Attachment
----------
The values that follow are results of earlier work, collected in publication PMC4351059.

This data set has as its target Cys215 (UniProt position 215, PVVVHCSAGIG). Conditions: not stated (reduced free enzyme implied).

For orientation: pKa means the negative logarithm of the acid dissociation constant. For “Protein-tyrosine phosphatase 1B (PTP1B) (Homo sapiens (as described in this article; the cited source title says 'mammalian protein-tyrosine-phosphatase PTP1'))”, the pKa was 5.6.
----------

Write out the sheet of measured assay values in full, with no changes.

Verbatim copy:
The values that follow are results of earlier work, collected in publication PMC4351059.

This data set has as its target Cys215 (UniProt position 215, PVVVHCSAGIG). Conditions: not stated (reduced free enzyme implied).

For orientation: pKa means the negative logarithm of the acid dissociation constant. For “Protein-tyrosine phosphatase 1B (PTP1B) (Homo sapiens (as described in this article; the cited source title says 'mammalian protein-tyrosine-phosphatase PTP1'))”, the pKa was 5.6.